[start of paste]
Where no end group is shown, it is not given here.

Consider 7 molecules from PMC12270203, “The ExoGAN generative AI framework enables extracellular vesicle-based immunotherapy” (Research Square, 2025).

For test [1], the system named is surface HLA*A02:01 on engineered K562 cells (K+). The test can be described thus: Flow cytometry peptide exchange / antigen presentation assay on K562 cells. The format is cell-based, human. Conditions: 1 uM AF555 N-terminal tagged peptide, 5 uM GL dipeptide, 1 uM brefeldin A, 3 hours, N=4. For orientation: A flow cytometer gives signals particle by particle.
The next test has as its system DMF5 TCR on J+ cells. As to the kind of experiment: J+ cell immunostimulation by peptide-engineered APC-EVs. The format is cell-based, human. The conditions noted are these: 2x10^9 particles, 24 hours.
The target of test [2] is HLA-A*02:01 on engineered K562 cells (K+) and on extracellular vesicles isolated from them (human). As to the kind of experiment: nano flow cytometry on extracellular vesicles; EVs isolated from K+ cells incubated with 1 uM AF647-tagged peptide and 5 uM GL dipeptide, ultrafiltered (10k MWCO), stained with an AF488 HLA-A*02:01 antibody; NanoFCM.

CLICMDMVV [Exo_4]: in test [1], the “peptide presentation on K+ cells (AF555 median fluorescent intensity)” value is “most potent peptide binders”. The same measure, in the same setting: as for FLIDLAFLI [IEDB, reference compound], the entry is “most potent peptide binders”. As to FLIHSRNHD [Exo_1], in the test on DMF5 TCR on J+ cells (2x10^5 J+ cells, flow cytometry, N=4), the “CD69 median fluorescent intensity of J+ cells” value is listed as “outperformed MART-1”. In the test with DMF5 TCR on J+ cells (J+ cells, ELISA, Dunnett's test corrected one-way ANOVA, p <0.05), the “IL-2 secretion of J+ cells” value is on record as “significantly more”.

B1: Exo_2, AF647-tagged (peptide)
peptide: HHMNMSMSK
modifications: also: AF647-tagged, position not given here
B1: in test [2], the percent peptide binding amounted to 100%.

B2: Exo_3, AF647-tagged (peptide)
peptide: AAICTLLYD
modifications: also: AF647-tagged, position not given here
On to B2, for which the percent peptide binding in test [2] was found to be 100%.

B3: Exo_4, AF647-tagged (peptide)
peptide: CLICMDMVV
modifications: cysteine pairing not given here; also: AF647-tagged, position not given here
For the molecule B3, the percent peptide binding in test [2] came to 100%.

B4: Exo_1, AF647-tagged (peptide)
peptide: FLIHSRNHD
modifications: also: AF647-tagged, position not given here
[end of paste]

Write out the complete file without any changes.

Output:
Where no end group is shown, it is not given here.

Consider 7 molecules from PMC12270203, “The ExoGAN generative AI framework enables extracellular vesicle-based immunotherapy” (Research Square, 2025).

For test [1], the system named is surface HLA*A02:01 on engineered K562 cells (K+). The test can be described thus: Flow cytometry peptide exchange / antigen presentation assay on K562 cells. The format is cell-based, human. Conditions: 1 uM AF555 N-terminal tagged peptide, 5 uM GL dipeptide, 1 uM brefeldin A, 3 hours, N=4. For orientation: A flow cytometer gives signals particle by particle.
The next test has as its system DMF5 TCR on J+ cells. As to the kind of experiment: J+ cell immunostimulation by peptide-engineered APC-EVs. The format is cell-based, human. The conditions noted are these: 2x10^9 particles, 24 hours.
The target of test [2] is HLA-A*02:01 on engineered K562 cells (K+) and on extracellular vesicles isolated from them (human). As to the kind of experiment: nano flow cytometry on extracellular vesicles; EVs isolated from K+ cells incubated with 1 uM AF647-tagged peptide and 5 uM GL dipeptide, ultrafiltered (10k MWCO), stained with an AF488 HLA-A*02:01 antibody; NanoFCM.

CLICMDMVV [Exo_4]: in test [1], the “peptide presentation on K+ cells (AF555 median fluorescent intensity)” value is “most potent peptide binders”. The same measure, in the same setting: as for FLIDLAFLI [IEDB, reference compound], the entry is “most potent peptide binders”. As to FLIHSRNHD [Exo_1], in the test on DMF5 TCR on J+ cells (2x10^5 J+ cells, flow cytometry, N=4), the “CD69 median fluorescent intensity of J+ cells” value is listed as “outperformed MART-1”. In the test with DMF5 TCR on J+ cells (J+ cells, ELISA, Dunnett's test corrected one-way ANOVA, p <0.05), the “IL-2 secretion of J+ cells” value is on record as “significantly more”.

B1: Exo_2, AF647-tagged (peptide)
peptide: HHMNMSMSK
modifications: also: AF647-tagged, position not given here
B1: in test [2], the percent peptide binding amounted to 100%.

B2: Exo_3, AF647-tagged (peptide)
peptide: AAICTLLYD
modifications: also: AF647-tagged, position not given here
On to B2, for which the percent peptide binding in test [2] was found to be 100%.

B3: Exo_4, AF647-tagged (peptide)
peptide: CLICMDMVV
modifications: cysteine pairing not given here; also: AF647-tagged, position not given here
For the molecule B3, the percent peptide binding in test [2] came to 100%.

B4: Exo_1, AF647-tagged (peptide)
peptide: FLIHSRNHD
modifications: also: AF647-tagged, position not given here